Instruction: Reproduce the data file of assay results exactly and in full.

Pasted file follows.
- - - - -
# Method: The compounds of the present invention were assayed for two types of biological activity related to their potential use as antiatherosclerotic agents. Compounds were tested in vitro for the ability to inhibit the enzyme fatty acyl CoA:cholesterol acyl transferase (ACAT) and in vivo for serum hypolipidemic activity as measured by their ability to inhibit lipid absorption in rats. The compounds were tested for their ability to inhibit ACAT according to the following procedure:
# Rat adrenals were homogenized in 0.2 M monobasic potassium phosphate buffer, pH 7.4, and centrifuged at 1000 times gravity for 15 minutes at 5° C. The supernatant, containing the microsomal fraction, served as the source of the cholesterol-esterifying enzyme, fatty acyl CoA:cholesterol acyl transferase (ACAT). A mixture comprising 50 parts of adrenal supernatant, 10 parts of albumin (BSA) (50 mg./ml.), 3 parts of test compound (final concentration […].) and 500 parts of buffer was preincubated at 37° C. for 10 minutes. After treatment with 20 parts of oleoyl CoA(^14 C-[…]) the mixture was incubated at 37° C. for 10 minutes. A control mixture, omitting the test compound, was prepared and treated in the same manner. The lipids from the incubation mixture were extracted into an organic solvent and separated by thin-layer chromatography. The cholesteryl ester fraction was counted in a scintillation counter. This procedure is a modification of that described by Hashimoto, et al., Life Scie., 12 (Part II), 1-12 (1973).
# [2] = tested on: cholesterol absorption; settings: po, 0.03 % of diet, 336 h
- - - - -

# Method: The compounds of the present invention were assayed for two types of biological activity related to their potential use as antiatherosclerotic agents. Compounds were tested in vitro for the ability to inhibit the enzyme fatty acyl CoA:cholesterol acyl transferase (ACAT) and in vivo for serum hypolipidemic activity as measured by their ability to inhibit lipid absorption in rats. The compounds were tested for their ability to inhibit ACAT according to the following procedure:
# Rat adrenals were homogenized in 0.2 M monobasic potassium phosphate buffer, pH 7.4, and centrifuged at 1000 times gravity for 15 minutes at 5° C. The supernatant, containing the microsomal fraction, served as the source of the cholesterol-esterifying enzyme, fatty acyl CoA:cholesterol acyl transferase (ACAT). A mixture comprising 50 parts of adrenal supernatant, 10 parts of albumin (BSA) (50 mg./ml.), 3 parts of test compound (final concentration […].) and 500 parts of buffer was preincubated at 37° C. for 10 minutes. After treatment with 20 parts of oleoyl CoA(^14 C-[…]) the mixture was incubated at 37° C. for 10 minutes. A control mixture, omitting the test compound, was prepared and treated in the same manner. The lipids from the incubation mixture were extracted into an organic solvent and separated by thin-layer chromatography. The cholesteryl ester fraction was counted in a scintillation counter. This procedure is a modification of that described by Hashimoto, et al., Life Scie., 12 (Part II), 1-12 (1973).
# [2] = tested on: cholesterol absorption; settings: po, 0.03 % of diet, 336 h